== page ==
May 13, 2020 16:48:08
Coronavirus cases are still soaring around the world. These charts will help you understand what is going on.
Statistics are central to the coronavirus story. Every day, we hear new numbers of cases and deaths, but what do they actually mean?
Firstly, it’s vitally important to understand what data we have and its limitations.
The main thing we know for certain is that the numbers we’re seeing are incomplete. That doesn’t mean the information they provide isn’t useful, but you need to keep this at the front of your mind when you’re looking at the number of coronavirus cases.
We’re going to be looking at the data in a few different ways total confirmed cases, deaths, and testing rates so you can understand why each metric is useful and how they can all tell one part of the COVID-19 story.
We’ll then step through a few things we can learn from the data so far.
The data in this story is updated daily. Check back to track the outbreak over time.
Confirmed cases (Linear scale)
- The US outbreak is at a different scale to other countries
- Europe remains a major centre for outbreak
- Russia now has the second largest number of confirmed cases
The confirmed number of coronavirus cases is the baseline for most of the charts you’ve been seeing. It shows how many cases have been registered in a country over time. This is a linear chart, which is good for quickly seeing the scale of the outbreak in different countries.
As you can see, the United States and Europe have the largest overall outbreaks, and there are clear differences in how well countries have dealt with it.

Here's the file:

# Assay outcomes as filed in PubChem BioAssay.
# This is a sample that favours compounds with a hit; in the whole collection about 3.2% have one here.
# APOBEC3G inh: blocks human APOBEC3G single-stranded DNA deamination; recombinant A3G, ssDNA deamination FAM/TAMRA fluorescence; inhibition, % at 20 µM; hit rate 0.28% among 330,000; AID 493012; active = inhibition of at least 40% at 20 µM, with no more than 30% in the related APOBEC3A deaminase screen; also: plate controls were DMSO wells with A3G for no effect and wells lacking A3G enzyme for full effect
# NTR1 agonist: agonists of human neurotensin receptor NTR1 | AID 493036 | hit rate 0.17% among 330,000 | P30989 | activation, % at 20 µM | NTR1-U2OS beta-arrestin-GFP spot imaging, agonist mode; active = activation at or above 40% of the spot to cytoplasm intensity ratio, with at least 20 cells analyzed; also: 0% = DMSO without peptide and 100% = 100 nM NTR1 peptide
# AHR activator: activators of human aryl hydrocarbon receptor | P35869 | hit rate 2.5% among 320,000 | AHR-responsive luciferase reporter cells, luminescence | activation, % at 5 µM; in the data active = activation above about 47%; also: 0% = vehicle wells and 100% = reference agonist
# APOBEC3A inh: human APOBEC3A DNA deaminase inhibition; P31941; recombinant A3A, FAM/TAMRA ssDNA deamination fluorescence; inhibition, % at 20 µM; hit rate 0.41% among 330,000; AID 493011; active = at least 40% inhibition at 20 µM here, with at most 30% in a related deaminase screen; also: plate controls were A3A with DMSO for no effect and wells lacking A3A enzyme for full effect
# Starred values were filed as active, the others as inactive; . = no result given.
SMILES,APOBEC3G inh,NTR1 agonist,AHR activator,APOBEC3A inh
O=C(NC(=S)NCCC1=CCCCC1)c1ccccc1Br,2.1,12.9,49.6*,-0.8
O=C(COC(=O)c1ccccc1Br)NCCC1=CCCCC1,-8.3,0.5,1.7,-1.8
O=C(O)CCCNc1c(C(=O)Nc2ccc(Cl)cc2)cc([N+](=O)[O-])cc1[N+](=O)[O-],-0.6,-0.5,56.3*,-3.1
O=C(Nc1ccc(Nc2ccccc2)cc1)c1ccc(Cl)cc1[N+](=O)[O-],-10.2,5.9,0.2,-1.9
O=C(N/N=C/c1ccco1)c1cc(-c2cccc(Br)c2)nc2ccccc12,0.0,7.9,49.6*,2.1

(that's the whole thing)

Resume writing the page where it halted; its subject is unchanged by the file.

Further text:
What this chart doesn’t give a good indication of is how quickly the virus is spreading in countries that are at different stages of the outbreak.
The sheer size of the US outbreak means it’s hard to see how other countries like Australia are doing.
A better way to do that is to use a logarithmic chart, which is good for tracking exponential growth, and so allows us to compare countries with different-sized outbreaks.
Confirmed cases (log scale)
- Australia’s growth rate has slowed considerably
- Despite a later start, the UK is on a trajectory to have an outbreak as large as Italy and Spain
- The rate of growth in the US outbreak is slowing
To make it easier to compare countries, this chart starts from the moment each country passed 100 cases, which aligns their outbreaks.
That lets us compare the shape of each country’s outbreak: the more vertical the line at any point in time, the faster the virus is spreading. When countries get their outbreaks under control, the line flattens off.
As you can see, the number of confirmed cases provides a good snapshot of the outbreak across countries, but it is heavily dependent on how many tests a country is doing: if you don’t test for coronavirus, you can’t find it.
If you need an explanation about exponential growth or log charts, we’ve got you covered at the bottom of this article. And don’t worry, you’ll be able to tap straight back.
Deaths (log scale)
This is a grim but effective way to look at the outbreak. Tracking the number of COVID-19 deaths is one way to provide a clearer idea of what’s actually going on in situations where testing is much lower.
In a country like Germany, the low death rate is likely to indicate that they’ve got a better handle on how many cases are in the country overall.
But these figures are still incomplete, as shown by an analysis of the number of “excess deaths” in the UK, (and comprehensively detailed by the Financial Times) which suggests coronavirus may have caused more than double the official death toll.
As with cases, the log chart is best for comparing the rate of deaths across countries, but when it comes to raw numbers there are stark differences visible.
Deaths (linear scale)
- Without an expansive testing regime, it’s possible to miss many cases
- The number of positive tests per total tests provides an indication of whether countries might be missing cases